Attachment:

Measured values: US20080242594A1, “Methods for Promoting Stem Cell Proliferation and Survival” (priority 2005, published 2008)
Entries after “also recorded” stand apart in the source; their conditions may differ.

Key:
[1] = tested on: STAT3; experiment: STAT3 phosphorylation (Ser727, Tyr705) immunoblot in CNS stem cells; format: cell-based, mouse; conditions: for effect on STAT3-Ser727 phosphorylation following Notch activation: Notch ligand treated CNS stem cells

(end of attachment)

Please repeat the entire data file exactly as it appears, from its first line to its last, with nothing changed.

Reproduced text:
Measured values: US20080242594A1, “Methods for Promoting Stem Cell Proliferation and Survival” (priority 2005, published 2008)
Entries after “also recorded” stand apart in the source; their conditions may differ.

Key:
[1] = tested on: STAT3; experiment: STAT3 phosphorylation (Ser727, Tyr705) immunoblot in CNS stem cells; format: cell-based, mouse; conditions: for effect on STAT3-Ser727 phosphorylation following Notch activation: Notch ligand treated CNS stem cells